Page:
Dairy products have an important and well-recognized role in retail locations. That’s been true for many years, and it’s not a market that the industry hopes to cede in any way. That being said, leading dairy marketers also have their eyes on emerging markets, and in particular, COVID-19 has caused an expanded focus on e-commerce opportunities.
“COVID-19 has compressed the time that people were going to take to move to e-commerce, and that’s a trend that’s only going to continue,” shared Tom Gallagher, Dairy Management Inc. (DMI), during the September 23 Hoard’s Dairyman DairyLivestream presentation sponsored by World Dairy Expo.
That trend explains why the California Milk Advisory Board focused on online platforms as COVID-19 shut down more traditional avenues. “With restaurants closed and with the retail channel overwhelmed, we turned to e-commerce, which is going through a major energization during this whole pandemic,” explained the organization’s CEO John Talbot. “E-commerce has grown into a very sophisticated digital network now of e-commerce platforms, traditional retailers, purchase applications, promotion vehicles, and digital media.”
DMI has had an eye on this sales venue for several years. According to Gallagher, they have worked with Peapod Digital Labs to do sales promotion before seeing large sales increases, but they have also worked with Amazon to establish the organization as a leading authority on dairy.
“Amazon has named us as its knowledge expert for all things dairy, so we’re in a prime spot to position dairy and cooperative brands as groups that can solve problems and bring value,” the DMI CEO detailed. “Within that, I think there’s a huge opportunity to do some innovative things.”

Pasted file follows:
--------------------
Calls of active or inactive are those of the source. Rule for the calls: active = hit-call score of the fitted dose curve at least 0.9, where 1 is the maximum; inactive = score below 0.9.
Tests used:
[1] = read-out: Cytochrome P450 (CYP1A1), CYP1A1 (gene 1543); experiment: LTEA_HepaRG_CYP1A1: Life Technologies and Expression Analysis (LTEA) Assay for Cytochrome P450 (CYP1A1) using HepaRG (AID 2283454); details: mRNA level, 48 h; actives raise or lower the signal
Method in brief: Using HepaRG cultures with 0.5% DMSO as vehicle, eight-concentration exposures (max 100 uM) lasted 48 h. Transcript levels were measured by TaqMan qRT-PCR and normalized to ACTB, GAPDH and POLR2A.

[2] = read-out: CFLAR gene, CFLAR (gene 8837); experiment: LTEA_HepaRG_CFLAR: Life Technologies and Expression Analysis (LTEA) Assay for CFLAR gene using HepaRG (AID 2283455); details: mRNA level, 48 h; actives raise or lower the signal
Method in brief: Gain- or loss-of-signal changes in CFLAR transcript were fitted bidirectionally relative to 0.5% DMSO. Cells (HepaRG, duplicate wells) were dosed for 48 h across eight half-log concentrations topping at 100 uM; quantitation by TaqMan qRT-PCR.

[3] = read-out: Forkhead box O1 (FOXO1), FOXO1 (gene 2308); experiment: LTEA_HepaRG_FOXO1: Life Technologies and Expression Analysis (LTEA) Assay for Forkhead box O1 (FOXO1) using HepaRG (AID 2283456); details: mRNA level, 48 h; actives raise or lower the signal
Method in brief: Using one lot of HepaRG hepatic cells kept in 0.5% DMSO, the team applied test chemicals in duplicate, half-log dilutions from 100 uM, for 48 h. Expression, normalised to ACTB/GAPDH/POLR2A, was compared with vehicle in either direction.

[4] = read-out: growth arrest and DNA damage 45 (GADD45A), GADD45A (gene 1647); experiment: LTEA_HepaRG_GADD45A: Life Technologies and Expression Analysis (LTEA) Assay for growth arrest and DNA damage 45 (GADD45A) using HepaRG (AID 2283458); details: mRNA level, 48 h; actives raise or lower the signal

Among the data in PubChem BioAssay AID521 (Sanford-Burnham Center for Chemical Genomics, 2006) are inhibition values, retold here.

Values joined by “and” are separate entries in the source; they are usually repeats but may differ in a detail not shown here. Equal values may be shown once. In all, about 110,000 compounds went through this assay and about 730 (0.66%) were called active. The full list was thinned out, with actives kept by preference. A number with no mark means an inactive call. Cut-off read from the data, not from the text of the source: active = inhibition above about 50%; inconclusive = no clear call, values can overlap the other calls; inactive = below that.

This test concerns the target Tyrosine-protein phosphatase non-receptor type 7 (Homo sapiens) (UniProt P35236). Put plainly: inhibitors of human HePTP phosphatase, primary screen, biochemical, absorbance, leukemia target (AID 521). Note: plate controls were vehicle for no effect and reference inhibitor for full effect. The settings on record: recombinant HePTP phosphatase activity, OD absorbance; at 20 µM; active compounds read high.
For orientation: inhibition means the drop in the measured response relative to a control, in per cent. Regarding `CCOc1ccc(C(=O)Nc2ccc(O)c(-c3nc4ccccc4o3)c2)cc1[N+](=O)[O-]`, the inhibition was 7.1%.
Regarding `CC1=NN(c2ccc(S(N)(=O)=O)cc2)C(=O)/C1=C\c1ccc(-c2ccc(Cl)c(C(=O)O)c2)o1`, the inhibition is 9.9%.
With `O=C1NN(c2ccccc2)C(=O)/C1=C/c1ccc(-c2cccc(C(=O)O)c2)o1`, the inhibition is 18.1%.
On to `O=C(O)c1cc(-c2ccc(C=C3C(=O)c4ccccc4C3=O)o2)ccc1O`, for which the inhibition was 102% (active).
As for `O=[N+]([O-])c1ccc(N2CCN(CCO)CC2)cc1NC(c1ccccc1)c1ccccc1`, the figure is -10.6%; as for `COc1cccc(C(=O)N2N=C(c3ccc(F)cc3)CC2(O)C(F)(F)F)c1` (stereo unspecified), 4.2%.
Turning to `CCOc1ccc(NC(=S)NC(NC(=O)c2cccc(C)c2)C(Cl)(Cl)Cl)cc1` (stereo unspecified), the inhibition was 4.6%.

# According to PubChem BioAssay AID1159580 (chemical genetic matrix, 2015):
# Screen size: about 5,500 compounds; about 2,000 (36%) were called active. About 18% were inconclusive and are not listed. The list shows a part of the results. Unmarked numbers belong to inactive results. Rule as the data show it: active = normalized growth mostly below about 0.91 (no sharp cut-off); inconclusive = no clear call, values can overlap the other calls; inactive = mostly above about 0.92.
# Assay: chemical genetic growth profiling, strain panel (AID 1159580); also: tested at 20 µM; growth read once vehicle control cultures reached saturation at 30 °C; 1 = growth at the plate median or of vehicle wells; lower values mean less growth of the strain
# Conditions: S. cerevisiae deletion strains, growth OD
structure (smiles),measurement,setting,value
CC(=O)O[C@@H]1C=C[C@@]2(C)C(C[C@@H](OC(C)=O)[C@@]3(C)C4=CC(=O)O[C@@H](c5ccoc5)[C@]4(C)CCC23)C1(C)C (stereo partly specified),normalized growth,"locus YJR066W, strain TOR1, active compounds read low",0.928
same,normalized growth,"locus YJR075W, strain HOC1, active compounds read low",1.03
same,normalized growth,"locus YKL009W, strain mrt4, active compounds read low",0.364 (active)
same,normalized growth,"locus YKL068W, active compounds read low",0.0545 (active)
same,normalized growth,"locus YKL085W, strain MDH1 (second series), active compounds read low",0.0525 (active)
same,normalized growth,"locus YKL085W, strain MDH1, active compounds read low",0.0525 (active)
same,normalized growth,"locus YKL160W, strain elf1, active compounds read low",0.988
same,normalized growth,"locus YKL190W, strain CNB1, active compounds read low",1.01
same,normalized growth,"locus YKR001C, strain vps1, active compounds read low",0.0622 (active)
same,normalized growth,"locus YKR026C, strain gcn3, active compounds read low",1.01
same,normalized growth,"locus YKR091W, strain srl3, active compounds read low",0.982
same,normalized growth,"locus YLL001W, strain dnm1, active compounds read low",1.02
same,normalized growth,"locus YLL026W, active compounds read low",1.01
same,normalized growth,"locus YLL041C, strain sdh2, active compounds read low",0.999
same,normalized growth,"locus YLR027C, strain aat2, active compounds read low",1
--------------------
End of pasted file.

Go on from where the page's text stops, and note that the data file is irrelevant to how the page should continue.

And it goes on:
Providing new opportunities
With the growing trend of e-commerce comes many opportunities for dairy to capture market share. Talbot described some of these opportunities during the webcast.
“The key here is that we’re now able to influence consumers much closer to the point of purchase,” he explained. “You look at some of the products we have, particularly the specialty cheeses. They are perfect for the online world because they often have a very rich backstory about how they were developed or what that particular variety of cheese is about.”
He made sure to emphasize that most online sales aren’t primarily via Amazon but rather through relationships customers already had with dairy and grocery. “E-commerce sales for dairy have more than doubled so that’s a very positive thing. The interesting thing is that it is not as much Amazon as it is the traditional retail chains offering what’s called ‘click and collect.’ That’s when you order online and then stop by and pick it up curbside,” Talbot continued.
Online dairy has both the benefit of expanded retail interaction with consumers and new opportunities to encounter them in the digital space. As the pace of change accelerates, it will be the responsibility of the industry and its partners to meet consumers where they are — online.
An ongoing series of events
DairyLivestream will air twice each month for the remainder of this year. The next broadcast “Can we sell that cheese?” will be on Wednesday, October 7. Each episode is designed for panelists to answer over 30 minutes of audience questions. If you haven’t joined a DairyLivestream broadcast yet, register here. Registering once registers you for all future events.